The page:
So not only have I not posted in over 2 months, this isn’t even really sticking to my normal posting style. I’m not posting about an ingredient from Eveleigh, or a particularly ingredient at all. Nor have I cooked anything. But I have just been gallavanting around the Mediterranean for a month and if there was a place in which I could consume lots of tasty treats, it would be the Med. So to kick of the new year and get me back into the swing of weekly blogging I thought I would share one of my favourite discoveries of all of Tunisia: Kaak Ouarka.
Middle Eastern sweets are some of my favourite. One of the many advantages of dating The Beard is access to sweet sweet baklava. And it would seem that the Tunisians also have some great honey and sugar-soaked, date-filled, pastry-wrapped pieces of goodness going on. Trawling through the Medina of Tunis, we can across Sweet Street (note: not real street name) where there are a string of stalls all selling their own variation of baklava. However my favourite would definitely have to be Kaak Ouarka. This is an almond-based sweet; sort of a cross between a biscuit and a cake.
Now the description below comes with the following caveat: Whilst in Sousse, we stayed with the most adorable lady, Rabaa, who took a day our of her schedule to drive us around to some gorgeous little towns surrounding Sousse, including the home of Kaak Ouarka, who’s name escapes me. (UPDATE: 08 Feb 2013: I have since found out that this town is called Zaghouan). Now, Raba spoke French and Tunisian Arabic. The Beard speaks English and Lebanese Arabic. And I speak English and know how to order a coffee and 1 pineapple in French. Therefore, I am making my best guess at what actually constitues one of these biscuits… Rabaa, my sincerest apologies if I have not in any way accurately described these!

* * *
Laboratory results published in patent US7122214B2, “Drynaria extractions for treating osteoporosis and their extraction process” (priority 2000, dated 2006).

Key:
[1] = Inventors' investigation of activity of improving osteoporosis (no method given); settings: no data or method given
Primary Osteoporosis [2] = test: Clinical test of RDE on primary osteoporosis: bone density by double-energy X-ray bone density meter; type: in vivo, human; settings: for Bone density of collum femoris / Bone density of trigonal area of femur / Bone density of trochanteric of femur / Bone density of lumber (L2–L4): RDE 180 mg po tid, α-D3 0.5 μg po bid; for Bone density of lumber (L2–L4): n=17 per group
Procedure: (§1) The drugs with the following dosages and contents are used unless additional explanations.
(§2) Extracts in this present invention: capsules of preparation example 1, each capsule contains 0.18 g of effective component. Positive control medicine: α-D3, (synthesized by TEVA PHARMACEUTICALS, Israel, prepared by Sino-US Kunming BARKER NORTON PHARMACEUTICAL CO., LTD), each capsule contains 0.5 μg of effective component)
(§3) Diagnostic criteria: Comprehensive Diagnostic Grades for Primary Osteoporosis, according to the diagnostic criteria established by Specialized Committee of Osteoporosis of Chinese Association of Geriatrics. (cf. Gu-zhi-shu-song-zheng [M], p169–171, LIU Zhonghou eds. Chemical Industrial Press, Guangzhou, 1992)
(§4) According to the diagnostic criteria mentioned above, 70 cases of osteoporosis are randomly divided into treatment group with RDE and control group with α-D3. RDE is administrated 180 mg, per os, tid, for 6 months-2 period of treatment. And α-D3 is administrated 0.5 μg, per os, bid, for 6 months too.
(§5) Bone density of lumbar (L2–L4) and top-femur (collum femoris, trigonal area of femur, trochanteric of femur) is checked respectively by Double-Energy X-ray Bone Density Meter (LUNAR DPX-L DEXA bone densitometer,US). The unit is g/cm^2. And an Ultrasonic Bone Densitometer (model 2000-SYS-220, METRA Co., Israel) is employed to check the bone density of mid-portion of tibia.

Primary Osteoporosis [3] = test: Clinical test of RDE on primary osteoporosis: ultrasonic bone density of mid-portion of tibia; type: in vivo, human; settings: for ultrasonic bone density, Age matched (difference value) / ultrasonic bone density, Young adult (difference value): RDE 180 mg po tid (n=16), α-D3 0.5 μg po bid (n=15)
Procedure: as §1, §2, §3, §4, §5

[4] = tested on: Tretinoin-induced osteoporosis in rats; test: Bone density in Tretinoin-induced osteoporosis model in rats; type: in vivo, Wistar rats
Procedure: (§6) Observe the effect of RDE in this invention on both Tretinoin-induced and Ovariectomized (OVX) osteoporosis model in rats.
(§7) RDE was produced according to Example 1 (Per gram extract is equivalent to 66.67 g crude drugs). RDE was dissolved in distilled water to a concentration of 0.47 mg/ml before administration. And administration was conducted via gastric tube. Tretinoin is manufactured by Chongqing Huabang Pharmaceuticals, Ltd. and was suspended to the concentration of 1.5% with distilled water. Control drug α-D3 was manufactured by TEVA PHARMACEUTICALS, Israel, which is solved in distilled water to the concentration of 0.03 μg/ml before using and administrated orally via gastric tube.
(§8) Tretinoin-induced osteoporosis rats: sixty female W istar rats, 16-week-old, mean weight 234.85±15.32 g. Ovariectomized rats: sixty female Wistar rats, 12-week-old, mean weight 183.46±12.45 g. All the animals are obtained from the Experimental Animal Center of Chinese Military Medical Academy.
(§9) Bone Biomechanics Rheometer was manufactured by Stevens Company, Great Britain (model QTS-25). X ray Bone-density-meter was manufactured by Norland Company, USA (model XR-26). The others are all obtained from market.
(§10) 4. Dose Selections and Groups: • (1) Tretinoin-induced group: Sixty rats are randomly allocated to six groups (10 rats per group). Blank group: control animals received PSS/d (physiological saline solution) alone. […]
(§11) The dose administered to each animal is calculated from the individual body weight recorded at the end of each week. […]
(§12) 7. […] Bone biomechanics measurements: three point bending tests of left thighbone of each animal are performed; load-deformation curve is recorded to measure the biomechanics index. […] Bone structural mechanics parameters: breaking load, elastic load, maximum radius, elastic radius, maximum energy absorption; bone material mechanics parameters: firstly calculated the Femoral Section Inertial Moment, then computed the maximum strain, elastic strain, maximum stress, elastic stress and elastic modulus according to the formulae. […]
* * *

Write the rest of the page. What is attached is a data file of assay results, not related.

Originating from a town about an hour north of Sousse, these little bagel look-a-likes are filled with an almond meal similar to marzipan in taste but better, then wrapped in an almond meal dough and boiled. Just like little bagels! Subtly sweet, I could not get enough of these bad boys. When we left Sousse, Raba was kind enough to send me away with a box full for the ferry ride to Sicily. Not a single one made it to the Italian island.
So now my next mission is to locate a baker in the Sydney Metropolitan area that bakes Kaak Ouarka. Anyone know a Tunisian baker?
**UPDATE, 08 February 2013: It turns out I was only partly correct in my description of how these delightful little things are cooked. Thanks to Rabaa for passing on the correct details!:
- The outer shell of the kaak ouarka is comprised of a pate brisee, which is essentially a fine shortcrust pastry. It is made into a tube, then joined. This hollow doughnut shape is then boiled to cook the shell.
- After the shell has been cooked, it is cut in half (around the entire edge of the doughnut, I assume). It is then filled with the sweet almond paste and egg whites are then used to join the cut edges back together.
- The little doughnut is then placed in the oven for just a couple of minutes on a really cool temperature, just to cook the egg white, but keep the kaak ouarka white.